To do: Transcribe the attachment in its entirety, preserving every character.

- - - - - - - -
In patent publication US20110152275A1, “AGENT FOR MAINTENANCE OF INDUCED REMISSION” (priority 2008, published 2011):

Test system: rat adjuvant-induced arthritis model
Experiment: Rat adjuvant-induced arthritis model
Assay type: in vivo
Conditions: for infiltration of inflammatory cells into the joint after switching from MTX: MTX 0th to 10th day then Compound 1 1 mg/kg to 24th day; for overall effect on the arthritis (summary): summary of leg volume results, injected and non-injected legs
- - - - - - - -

In patent publication US20110152275A1, “AGENT FOR MAINTENANCE OF INDUCED REMISSION” (priority 2008, published 2011):

Test system: rat adjuvant-induced arthritis model
Experiment: Rat adjuvant-induced arthritis model
Assay type: in vivo
Conditions: for infiltration of inflammatory cells into the joint after switching from MTX: MTX 0th to 10th day then Compound 1 1 mg/kg to 24th day; for overall effect on the arthritis (summary): summary of leg volume results, injected and non-injected legs